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Balance-transfer debt consolidation

Dear Debt Adviser,
I read not to borrow from one credit card to pay off another. I have approximately $4,000 on several other cards and have an empty one that is offering a 5.6 percent for the life of the loan. Is it OK to get the $4,000 to pay off the other credit cards (which I intend to close afterward)? That way, I have only one card, one finance charge and one payment. Smart move or not? What is the downfall? Thanks for your advice.

Dear Diana,
Smart move! Maybe.

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Several people have written to me asking why I would advise that borrowing from one card to pay another is bad news. Let me clarify. What I mean by that is paying one minimum balance, by increasing the balance on another card. A pyramiding of debt!

What you are proposing is not what I have warned against. You are asking about the advantages and disadvantages of transferring balances from several cards perhaps at a high or variable rate to one credit card with a lower, fixed-interest rate.

Combining your balances on to one credit card is essentially your own personal consolidation loan. The difference between what you are doing and a true consolidation loan is that you can add purchases to the card that you are using to consolidate your balances. Also watch for balance-transfer fees that may increase your real cost of consolidation.

The first rule of successfully consolidating your balances on one card is that you must have the discipline to stop increasing your debts. The biggest mistake you can make is to continue to charge. I wouldn't recommend that you close all the accounts that you will be paying off. If you did, you would have to use the card with the transferred balances for any purchases you will be paying off in full each month. Be careful of this, as new purchases are usually at a higher rate and you pay interest from the day of purchase without the usual grace period. Also having some open accounts will help your FICO score.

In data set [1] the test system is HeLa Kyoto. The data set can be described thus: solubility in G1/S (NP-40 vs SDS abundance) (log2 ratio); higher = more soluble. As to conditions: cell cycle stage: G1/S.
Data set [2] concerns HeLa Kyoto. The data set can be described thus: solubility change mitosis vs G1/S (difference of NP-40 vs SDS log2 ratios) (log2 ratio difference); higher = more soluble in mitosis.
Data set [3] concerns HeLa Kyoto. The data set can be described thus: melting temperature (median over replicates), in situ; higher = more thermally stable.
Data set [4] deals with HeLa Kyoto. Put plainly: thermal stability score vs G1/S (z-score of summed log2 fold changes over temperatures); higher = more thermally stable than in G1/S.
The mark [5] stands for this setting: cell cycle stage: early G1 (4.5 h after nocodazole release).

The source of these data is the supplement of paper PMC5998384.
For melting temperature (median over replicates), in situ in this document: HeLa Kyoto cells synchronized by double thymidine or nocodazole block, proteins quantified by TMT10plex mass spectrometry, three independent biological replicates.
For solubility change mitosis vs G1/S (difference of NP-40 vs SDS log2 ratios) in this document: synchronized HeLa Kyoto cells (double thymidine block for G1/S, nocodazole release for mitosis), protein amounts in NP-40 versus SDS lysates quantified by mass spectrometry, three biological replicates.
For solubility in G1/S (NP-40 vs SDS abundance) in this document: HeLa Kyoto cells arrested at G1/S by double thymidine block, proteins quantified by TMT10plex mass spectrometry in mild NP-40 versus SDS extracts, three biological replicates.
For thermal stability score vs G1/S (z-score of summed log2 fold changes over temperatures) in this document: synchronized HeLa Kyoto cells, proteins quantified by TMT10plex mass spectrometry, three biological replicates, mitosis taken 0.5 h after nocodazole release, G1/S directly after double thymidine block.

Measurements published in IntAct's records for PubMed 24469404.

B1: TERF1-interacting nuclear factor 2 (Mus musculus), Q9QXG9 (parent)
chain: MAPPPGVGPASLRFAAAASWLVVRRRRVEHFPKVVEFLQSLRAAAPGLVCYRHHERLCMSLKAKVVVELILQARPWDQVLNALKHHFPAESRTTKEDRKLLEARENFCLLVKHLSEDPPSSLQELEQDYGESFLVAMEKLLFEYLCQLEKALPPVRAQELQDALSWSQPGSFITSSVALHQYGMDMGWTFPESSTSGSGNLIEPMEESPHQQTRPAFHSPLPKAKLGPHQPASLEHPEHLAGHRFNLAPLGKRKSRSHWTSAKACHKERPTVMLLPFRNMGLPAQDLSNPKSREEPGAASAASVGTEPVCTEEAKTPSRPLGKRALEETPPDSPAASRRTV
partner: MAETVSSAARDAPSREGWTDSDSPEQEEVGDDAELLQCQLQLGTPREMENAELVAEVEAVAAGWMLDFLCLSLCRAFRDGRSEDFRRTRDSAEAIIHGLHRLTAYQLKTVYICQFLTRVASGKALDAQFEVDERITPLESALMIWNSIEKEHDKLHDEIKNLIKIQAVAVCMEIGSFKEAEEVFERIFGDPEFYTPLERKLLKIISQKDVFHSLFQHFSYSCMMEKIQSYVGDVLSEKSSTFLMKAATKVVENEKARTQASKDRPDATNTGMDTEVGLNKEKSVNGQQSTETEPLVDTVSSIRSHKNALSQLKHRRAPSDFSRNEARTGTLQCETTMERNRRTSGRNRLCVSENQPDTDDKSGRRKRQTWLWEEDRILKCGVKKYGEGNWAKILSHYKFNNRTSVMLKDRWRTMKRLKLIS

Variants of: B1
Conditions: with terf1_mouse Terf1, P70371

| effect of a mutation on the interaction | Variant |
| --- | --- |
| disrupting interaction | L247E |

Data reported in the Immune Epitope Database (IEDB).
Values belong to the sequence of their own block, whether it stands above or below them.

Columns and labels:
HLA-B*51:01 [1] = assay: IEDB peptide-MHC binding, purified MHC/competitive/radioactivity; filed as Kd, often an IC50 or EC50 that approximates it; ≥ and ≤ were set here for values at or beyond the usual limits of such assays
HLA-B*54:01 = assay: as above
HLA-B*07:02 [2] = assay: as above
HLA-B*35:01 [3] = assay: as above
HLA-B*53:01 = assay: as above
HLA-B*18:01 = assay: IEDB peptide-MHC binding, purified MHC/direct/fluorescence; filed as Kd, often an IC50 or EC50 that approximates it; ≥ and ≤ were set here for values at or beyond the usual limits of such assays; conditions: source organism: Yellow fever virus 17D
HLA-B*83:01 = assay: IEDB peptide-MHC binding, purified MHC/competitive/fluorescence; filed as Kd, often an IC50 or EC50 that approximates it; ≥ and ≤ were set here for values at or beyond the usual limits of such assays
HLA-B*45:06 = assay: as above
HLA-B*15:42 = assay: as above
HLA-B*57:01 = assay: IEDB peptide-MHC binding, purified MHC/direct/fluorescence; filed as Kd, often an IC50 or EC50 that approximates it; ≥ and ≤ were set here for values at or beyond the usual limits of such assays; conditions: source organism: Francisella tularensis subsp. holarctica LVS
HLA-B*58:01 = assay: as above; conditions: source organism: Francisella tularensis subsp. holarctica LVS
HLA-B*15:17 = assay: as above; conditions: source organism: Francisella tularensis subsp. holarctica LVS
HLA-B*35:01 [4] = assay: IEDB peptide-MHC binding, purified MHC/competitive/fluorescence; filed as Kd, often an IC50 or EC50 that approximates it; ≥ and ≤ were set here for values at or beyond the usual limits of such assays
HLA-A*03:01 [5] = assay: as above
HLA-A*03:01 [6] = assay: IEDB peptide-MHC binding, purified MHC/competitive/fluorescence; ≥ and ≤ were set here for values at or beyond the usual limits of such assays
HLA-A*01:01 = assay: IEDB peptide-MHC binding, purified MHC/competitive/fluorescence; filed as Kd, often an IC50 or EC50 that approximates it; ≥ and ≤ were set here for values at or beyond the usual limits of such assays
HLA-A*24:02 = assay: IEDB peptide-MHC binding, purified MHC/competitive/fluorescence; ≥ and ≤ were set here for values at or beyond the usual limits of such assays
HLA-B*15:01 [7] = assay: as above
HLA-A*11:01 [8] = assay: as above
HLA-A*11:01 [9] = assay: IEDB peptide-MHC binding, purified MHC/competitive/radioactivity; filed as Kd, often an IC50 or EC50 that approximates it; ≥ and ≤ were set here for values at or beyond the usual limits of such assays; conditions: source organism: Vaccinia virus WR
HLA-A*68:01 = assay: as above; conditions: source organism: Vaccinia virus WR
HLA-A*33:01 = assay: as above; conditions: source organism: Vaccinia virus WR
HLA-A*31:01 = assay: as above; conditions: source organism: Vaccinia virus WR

My suggestion that you not charge anything you can't pay off in a short time also applies to consolidating credit card balances through a home equity loan. You must be very careful of any additions to outstanding balances or you will end up in the same, if not a worse, boat -- one with a big money leak.

The second disadvantage is the fact that, unlike a home equity loan, your credit card company has the right to change the terms of your current agreement under certain circumstances. Your 5.6 percent interest rate could get hiked up to 25 percent or more if you miss even one payment, and you would have no choice but to pay the higher interest charges.

The most obvious advantage to consolidating your credit card balances is to save money. Your $4,000 in balances on several cards could be costing you as much as $65 a month in interest charges. However, the charges per month on the credit card with 5.6 APR would be approximately $18. Bankrate has a calculator that lets you figure out the real cost of any credit card debt.

Another advantage to your plan of consolidating balances is that you can pay off what you owe faster and save a bundle. Here's some fun with numbers: If you pay a 2 percent ($80) minimum payment on $4,000 at 18 percent you will pay $10,931 in interest over 508 months. If you pay the minimum payment with a 5.9 percent interest rate you will pay off the debt in 195 months with interest of $1,216. But my favorite is to continue to pay the $80 minimum at 5.9 percent interest and you will be done in 58 months for an interest charge of only $602. See the Bankrate "True cost of paying the minimum" calculator and do some figuring yourself!

Diana, it sounds as if you have the discipline to make your plan work and now you know the real costs of paying now or paying later. Good luck and remember: No charging!

The Debt Adviser, Steve Bucci, is the president of Consumer Credit Counseling Service of Southern New England. Visit CCCS for additional debt advice or click here to ask a debt question.

-- Posted: April 16, 2004



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